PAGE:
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Intra-Industry Knowledge Spillovers and Scientific Labor Mobility

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  • Burak Dindaroglu

Abstract

I test the hypothesis that the mobility of scientific and technical personnel is a conduit for knowledge spillovers among innovative firms. Using a variant of the standard Tobin's Q equation, I show that firms who have access to large pools of externally created knowledge in their industrial and technological neighborhoods enjoy additional market value as a result of higher scientific labor mobility, while they suffer from higher mobility whenever external knowledge is limited. Specifically, a percentage point increase in the mobility rate (one additional job change for each 100 scientists) increases market value by 1% to 3.1% through spillovers for a firm that has access to the mean spillover pool. This effect is largely offset by the standalone negative impact of labor mobility on market value, thus the firm breaks even in terms of the net private value of increased labor turnover. These results are consistent with previous findings and anecdotal evidence, and provide further insight into why innovative firms cluster in industrial districts.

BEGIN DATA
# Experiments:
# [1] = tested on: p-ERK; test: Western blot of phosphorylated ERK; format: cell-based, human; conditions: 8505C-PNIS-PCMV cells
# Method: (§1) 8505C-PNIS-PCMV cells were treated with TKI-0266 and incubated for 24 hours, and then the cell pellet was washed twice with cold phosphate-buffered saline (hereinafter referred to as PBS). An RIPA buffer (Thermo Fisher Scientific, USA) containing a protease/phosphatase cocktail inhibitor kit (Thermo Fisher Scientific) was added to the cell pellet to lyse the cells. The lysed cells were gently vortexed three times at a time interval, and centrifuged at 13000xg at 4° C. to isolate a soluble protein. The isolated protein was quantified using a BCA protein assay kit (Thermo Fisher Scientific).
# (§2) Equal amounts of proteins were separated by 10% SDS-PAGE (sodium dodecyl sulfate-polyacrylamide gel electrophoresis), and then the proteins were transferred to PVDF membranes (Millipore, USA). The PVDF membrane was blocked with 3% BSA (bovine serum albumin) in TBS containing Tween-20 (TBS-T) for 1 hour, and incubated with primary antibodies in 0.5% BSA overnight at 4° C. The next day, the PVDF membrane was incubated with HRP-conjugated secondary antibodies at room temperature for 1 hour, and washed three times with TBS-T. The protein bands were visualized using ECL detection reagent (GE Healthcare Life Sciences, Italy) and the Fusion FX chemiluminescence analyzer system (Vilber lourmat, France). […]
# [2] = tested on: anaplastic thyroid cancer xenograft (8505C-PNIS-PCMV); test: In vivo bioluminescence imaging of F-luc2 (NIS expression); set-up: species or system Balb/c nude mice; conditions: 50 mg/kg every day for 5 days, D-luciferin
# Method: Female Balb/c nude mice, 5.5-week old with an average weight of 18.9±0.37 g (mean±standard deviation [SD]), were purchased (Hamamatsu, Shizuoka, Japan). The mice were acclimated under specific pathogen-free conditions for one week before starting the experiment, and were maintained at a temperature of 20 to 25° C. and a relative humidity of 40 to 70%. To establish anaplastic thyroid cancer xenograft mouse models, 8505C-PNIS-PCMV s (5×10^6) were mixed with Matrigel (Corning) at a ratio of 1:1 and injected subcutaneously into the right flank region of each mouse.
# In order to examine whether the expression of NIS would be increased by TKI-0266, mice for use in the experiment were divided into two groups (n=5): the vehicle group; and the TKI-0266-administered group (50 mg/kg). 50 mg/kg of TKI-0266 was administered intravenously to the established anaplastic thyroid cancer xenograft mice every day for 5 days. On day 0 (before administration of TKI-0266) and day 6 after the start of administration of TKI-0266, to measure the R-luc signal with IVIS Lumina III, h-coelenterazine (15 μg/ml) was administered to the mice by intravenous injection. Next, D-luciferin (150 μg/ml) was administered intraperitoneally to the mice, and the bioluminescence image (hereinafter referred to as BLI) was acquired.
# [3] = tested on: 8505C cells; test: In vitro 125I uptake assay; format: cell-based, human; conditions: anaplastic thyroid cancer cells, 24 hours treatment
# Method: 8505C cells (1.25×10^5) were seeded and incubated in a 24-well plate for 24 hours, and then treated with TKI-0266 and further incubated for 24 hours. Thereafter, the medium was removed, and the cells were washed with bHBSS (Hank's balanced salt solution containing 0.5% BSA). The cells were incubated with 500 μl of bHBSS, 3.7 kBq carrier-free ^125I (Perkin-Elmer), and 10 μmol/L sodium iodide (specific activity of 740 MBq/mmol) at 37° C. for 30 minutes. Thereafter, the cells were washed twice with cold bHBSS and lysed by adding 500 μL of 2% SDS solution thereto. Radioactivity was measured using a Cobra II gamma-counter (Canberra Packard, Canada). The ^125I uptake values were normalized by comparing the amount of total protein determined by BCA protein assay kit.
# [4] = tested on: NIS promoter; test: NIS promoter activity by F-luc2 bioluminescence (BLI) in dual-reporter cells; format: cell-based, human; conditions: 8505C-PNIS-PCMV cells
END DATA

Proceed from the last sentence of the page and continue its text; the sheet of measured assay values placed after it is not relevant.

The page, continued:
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Paper provided by University at Albany, SUNY, Department of Economics in its series Discussion Papers with number 10-01.

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Date of creation: 2010
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Handle: RePEc:nya:albaec:10-01

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Postal: Department of Economics, BA 110 University at Albany State University of New York Albany, NY 12222 U.S.A.
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Fax: (518) 442-4736

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Postal: Department of Economics, BA 110 University at Albany State University of New York Albany, NY 12222 U.S.A.
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Cited by:
  1. LEE, Keun & CHOO, Kineung & Yoon, Minho, 2013. "Comparing the Productivity Impacts of Knowledge Spillovers from Network and Arm’s Length Industries:Findings from Business Groups in Korea," IIR Working Paper 13-15, Institute of Innovation Research, Hitotsubashi University.

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